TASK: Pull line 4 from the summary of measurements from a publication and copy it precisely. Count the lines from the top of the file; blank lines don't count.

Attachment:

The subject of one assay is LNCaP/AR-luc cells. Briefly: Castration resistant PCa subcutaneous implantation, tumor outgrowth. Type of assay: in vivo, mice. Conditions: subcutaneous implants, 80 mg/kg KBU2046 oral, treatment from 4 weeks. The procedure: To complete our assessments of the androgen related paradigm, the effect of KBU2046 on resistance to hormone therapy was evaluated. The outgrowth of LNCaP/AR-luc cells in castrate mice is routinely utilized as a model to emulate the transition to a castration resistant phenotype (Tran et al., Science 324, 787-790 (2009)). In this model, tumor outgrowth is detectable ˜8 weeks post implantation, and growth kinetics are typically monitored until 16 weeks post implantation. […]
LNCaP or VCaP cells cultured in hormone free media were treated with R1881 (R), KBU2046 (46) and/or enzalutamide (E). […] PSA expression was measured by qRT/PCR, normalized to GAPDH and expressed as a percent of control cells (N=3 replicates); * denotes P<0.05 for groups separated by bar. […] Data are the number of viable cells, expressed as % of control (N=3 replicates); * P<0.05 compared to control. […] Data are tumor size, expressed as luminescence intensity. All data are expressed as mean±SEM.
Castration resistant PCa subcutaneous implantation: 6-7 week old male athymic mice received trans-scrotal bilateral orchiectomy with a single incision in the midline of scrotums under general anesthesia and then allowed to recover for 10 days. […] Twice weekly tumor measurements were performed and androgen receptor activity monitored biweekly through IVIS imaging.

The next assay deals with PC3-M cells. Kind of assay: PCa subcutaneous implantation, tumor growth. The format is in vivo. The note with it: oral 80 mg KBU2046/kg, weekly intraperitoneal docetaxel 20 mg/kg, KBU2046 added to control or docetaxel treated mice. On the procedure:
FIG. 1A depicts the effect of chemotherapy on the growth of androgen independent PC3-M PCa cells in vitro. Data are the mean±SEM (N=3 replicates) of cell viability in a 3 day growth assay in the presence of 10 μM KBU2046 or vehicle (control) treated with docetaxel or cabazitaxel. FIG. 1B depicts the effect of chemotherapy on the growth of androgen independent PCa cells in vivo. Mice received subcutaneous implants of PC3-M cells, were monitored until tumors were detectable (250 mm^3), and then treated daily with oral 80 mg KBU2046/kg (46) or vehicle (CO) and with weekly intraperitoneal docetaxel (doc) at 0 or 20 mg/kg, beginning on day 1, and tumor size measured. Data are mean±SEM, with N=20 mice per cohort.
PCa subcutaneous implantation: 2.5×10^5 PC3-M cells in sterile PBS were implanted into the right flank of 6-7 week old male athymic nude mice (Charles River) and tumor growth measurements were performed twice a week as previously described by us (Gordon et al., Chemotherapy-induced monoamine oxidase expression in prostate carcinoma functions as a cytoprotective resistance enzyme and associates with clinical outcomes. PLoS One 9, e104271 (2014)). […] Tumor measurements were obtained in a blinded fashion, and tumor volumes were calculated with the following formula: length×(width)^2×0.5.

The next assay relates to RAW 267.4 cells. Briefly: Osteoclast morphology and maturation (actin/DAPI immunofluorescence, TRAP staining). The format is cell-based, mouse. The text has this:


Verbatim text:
The next assay deals with PC3-M cells. Kind of assay: PCa subcutaneous implantation, tumor growth. The format is in vivo. The note with it: oral 80 mg KBU2046/kg, weekly intraperitoneal docetaxel 20 mg/kg, KBU2046 added to control or docetaxel treated mice. On the procedure: